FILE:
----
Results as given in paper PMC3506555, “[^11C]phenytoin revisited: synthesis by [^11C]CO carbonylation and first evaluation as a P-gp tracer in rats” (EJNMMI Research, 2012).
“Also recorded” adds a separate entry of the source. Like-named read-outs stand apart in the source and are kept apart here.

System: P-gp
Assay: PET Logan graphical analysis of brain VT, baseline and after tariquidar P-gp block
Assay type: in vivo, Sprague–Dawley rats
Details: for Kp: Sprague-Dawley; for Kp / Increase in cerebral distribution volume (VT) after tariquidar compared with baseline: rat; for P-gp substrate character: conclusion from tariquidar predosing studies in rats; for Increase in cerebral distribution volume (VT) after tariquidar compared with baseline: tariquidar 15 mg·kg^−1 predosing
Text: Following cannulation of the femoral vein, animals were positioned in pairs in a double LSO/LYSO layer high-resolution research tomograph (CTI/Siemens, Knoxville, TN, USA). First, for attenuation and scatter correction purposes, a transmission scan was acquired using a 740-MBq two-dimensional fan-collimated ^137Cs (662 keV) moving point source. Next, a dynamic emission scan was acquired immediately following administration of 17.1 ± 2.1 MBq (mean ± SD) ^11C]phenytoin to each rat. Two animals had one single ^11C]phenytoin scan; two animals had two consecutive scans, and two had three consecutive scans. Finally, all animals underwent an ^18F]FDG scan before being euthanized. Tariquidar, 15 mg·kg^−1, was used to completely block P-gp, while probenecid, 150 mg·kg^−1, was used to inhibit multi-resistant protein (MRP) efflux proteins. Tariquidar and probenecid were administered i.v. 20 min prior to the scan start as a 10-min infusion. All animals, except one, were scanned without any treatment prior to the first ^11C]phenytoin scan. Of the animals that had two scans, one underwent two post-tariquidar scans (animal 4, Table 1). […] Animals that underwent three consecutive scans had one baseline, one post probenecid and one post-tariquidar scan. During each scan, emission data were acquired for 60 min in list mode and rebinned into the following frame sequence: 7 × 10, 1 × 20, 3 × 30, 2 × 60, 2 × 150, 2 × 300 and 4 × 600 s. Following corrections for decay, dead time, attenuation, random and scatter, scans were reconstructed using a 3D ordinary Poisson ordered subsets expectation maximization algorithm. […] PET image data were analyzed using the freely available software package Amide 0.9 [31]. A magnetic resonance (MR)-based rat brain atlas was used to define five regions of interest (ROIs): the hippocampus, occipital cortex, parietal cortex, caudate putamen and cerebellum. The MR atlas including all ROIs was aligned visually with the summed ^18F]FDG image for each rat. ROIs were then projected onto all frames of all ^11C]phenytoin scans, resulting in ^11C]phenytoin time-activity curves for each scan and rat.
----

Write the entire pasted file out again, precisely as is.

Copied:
Results as given in paper PMC3506555, “[^11C]phenytoin revisited: synthesis by [^11C]CO carbonylation and first evaluation as a P-gp tracer in rats” (EJNMMI Research, 2012).
“Also recorded” adds a separate entry of the source. Like-named read-outs stand apart in the source and are kept apart here.

System: P-gp
Assay: PET Logan graphical analysis of brain VT, baseline and after tariquidar P-gp block
Assay type: in vivo, Sprague–Dawley rats
Details: for Kp: Sprague-Dawley; for Kp / Increase in cerebral distribution volume (VT) after tariquidar compared with baseline: rat; for P-gp substrate character: conclusion from tariquidar predosing studies in rats; for Increase in cerebral distribution volume (VT) after tariquidar compared with baseline: tariquidar 15 mg·kg^−1 predosing
Text: Following cannulation of the femoral vein, animals were positioned in pairs in a double LSO/LYSO layer high-resolution research tomograph (CTI/Siemens, Knoxville, TN, USA). First, for attenuation and scatter correction purposes, a transmission scan was acquired using a 740-MBq two-dimensional fan-collimated ^137Cs (662 keV) moving point source. Next, a dynamic emission scan was acquired immediately following administration of 17.1 ± 2.1 MBq (mean ± SD) ^11C]phenytoin to each rat. Two animals had one single ^11C]phenytoin scan; two animals had two consecutive scans, and two had three consecutive scans. Finally, all animals underwent an ^18F]FDG scan before being euthanized. Tariquidar, 15 mg·kg^−1, was used to completely block P-gp, while probenecid, 150 mg·kg^−1, was used to inhibit multi-resistant protein (MRP) efflux proteins. Tariquidar and probenecid were administered i.v. 20 min prior to the scan start as a 10-min infusion. All animals, except one, were scanned without any treatment prior to the first ^11C]phenytoin scan. Of the animals that had two scans, one underwent two post-tariquidar scans (animal 4, Table 1). […] Animals that underwent three consecutive scans had one baseline, one post probenecid and one post-tariquidar scan. During each scan, emission data were acquired for 60 min in list mode and rebinned into the following frame sequence: 7 × 10, 1 × 20, 3 × 30, 2 × 60, 2 × 150, 2 × 300 and 4 × 600 s. Following corrections for decay, dead time, attenuation, random and scatter, scans were reconstructed using a 3D ordinary Poisson ordered subsets expectation maximization algorithm. […] PET image data were analyzed using the freely available software package Amide 0.9 [31]. A magnetic resonance (MR)-based rat brain atlas was used to define five regions of interest (ROIs): the hippocampus, occipital cortex, parietal cortex, caudate putamen and cerebellum. The MR atlas including all ROIs was aligned visually with the summed ^18F]FDG image for each rat. ROIs were then projected onto all frames of all ^11C]phenytoin scans, resulting in ^11C]phenytoin time-activity curves for each scan and rat.